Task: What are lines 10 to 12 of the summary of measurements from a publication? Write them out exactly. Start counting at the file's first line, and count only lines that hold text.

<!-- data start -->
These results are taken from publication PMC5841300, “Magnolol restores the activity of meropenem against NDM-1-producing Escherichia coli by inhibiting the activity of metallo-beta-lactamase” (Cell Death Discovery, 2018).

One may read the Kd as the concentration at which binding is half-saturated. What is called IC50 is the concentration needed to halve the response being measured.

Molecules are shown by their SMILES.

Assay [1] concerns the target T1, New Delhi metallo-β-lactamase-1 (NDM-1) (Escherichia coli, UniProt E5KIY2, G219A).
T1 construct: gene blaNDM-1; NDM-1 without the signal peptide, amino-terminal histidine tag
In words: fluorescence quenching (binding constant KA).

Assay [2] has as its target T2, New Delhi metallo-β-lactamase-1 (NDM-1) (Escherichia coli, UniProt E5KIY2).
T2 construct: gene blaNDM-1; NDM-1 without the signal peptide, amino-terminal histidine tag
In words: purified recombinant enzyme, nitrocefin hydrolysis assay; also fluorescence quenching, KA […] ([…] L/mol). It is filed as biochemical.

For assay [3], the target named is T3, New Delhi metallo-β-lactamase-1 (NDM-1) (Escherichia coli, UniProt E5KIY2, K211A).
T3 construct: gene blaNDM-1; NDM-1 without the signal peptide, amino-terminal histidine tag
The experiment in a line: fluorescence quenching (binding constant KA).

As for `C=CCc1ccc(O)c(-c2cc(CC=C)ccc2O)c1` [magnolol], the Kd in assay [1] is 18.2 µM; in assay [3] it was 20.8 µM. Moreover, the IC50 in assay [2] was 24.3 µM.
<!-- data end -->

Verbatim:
For assay [3], the target named is T3, New Delhi metallo-β-lactamase-1 (NDM-1) (Escherichia coli, UniProt E5KIY2, K211A).
T3 construct: gene blaNDM-1; NDM-1 without the signal peptide, amino-terminal histidine tag
The experiment in a line: fluorescence quenching (binding constant KA).